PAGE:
After explaining in our booklet that the Roman Catholic church adopted the concept of the Trinity from pagan Greek philosophers, such as Plato and Aristotle, we point out that none of the New Testament writers include the Holy Spirit, when passing on greetings from God. They ONLY refer in that context to the Father and the Son. This would have been quite an insult, if the Holy Spirit were also God.

We continue quoting from our free booklet, “Is God a Trinity?”:

“Another Biblical proof against the Trinity is that the Holy Spirit is nowhere identified as God. No one is recorded in Scripture as having prayed to the Holy Spirit.”

As we pointed out in the previous, above-quoted Q&As, we are generally to pray to the Father, as He is the Highest in the God-Family. But we do this in the name of Jesus Christ (John 15:16), who is our only Mediator (1 Timothy 2:5-6). In addition, there are a few recorded incidents when Christians prayed to Christ (compare Acts 7:59-60). But there is no record in the Bible that anyone ever prayed to the Holy Spirit.

Let us focus on another important proof that the Holy Spirit CANNOT be God or a person. We quote again from our booklet, “Is God a Trinity?”:

“Notice in Matthew 1:18: ‘Now the birth of Jesus Christ was as follows: After His mother Mary was betrothed to Joseph, before they came together, she was found with child of the Holy Spirit.’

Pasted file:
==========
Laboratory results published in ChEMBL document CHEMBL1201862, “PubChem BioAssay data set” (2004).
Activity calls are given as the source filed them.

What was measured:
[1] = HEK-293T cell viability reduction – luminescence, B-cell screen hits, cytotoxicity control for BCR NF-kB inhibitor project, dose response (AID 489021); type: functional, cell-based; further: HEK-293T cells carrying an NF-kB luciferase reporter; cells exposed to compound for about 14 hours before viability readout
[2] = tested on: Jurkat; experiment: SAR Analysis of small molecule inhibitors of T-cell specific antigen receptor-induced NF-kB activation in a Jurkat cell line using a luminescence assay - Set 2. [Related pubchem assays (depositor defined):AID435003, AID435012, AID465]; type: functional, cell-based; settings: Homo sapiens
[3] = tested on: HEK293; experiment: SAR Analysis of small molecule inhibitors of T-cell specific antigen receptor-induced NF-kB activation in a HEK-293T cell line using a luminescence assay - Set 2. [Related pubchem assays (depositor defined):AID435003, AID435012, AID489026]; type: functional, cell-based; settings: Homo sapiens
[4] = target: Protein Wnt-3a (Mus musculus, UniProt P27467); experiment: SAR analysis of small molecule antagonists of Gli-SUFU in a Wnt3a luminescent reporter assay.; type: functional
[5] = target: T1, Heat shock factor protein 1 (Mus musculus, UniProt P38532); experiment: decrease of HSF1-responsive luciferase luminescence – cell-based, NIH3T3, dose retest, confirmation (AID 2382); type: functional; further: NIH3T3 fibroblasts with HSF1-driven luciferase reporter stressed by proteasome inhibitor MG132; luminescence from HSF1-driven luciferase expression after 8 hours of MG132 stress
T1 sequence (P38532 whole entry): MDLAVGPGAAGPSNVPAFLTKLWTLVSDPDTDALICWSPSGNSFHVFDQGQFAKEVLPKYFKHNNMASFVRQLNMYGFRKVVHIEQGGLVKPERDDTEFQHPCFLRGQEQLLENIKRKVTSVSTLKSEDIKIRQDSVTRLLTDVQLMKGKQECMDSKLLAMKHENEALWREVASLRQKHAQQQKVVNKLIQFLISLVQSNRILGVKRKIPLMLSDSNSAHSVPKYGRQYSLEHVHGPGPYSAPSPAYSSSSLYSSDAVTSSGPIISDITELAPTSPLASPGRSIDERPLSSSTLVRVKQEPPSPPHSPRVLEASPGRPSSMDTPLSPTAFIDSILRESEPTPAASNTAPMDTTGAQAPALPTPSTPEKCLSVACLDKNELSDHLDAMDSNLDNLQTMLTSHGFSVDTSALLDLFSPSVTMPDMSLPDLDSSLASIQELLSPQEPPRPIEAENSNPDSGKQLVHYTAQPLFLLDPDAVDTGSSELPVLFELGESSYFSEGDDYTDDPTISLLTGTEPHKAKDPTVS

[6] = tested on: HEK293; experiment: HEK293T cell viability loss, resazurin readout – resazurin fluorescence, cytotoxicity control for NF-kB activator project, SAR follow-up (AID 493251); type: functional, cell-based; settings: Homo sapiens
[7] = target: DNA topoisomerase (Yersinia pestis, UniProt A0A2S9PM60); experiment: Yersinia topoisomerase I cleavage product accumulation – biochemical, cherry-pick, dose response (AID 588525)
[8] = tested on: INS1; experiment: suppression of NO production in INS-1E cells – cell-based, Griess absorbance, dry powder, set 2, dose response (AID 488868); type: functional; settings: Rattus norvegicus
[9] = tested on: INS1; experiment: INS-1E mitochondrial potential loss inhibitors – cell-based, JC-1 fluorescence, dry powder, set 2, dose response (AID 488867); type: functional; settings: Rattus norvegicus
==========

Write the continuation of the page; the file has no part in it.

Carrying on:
“God’s inspired Word tells us clearly that the Holy Spirit made Mary pregnant. Notice the words of an angel to Joseph, as recorded in Matthew 1:20: ‘Joseph, son of David, do not be afraid to take to you Mary your wife, for that which is conceived… in her is of the Holy Spirit.’’

“Turn now to Luke 1:32 and 35, where we find more of the inspired words of the angel to Mary: ‘He will be great, and will be called the Son of the Highest; and the Lord God will give Him the throne of His father David… The Holy Spirit will come upon you, and the power of the Highest will overshadow you; therefore, also, that Holy One who is to be born will be called the Son of God.’ These Scriptures in Matthew and Luke tell us that, IF the Holy Spirit were a person and God, then Christ would have been the SON of the Holy Spirit, and NOT of the Father.

“However, John 1:14 says that it was the Father who begot Christ: ‘And the Word became flesh and dwelt among us, and we beheld His glory, the glory of the only begotten of the Father, full of grace and truth’… we see that GOD the FATHER begot Christ through the power of His Spirit. This proves that the Holy Spirit cannot be a person—otherwise, we would have a contradiction here, with Christ having two fathers—the ‘Father’ and the ‘Holy Spirit’—and with the ‘person’ and third member of the ‘Trinity,’ the Holy Spirit, being Christ’s ‘main’ Father.

“Remember, too, that the angel told Mary in the book of Luke that Christ would be called the Son of the Highest. If the Holy Spirit were a person, then the Holy Spirit by which Mary was impregnated would be the HIGHEST in the Godhead. This, of course, is absurd! No one who believes in the Trinity has EVER stated that the Holy Spirit is the highest! Quite to the contrary, they claim that the Father, the Son and the Holy Spirit are all EQUAL. That none is HIGHER than the other. “

Another proof that the Holy Spirit cannot be a person is the fact that the Holy Spirit, which dwells in converted Christians, is not only the Holy Spirit of the Father (compare John 14:16-17), but also of Jesus Christ (Galatians 4:6; Philippians 1;19). Quoting from our booklet, “Is God a Trinity?”: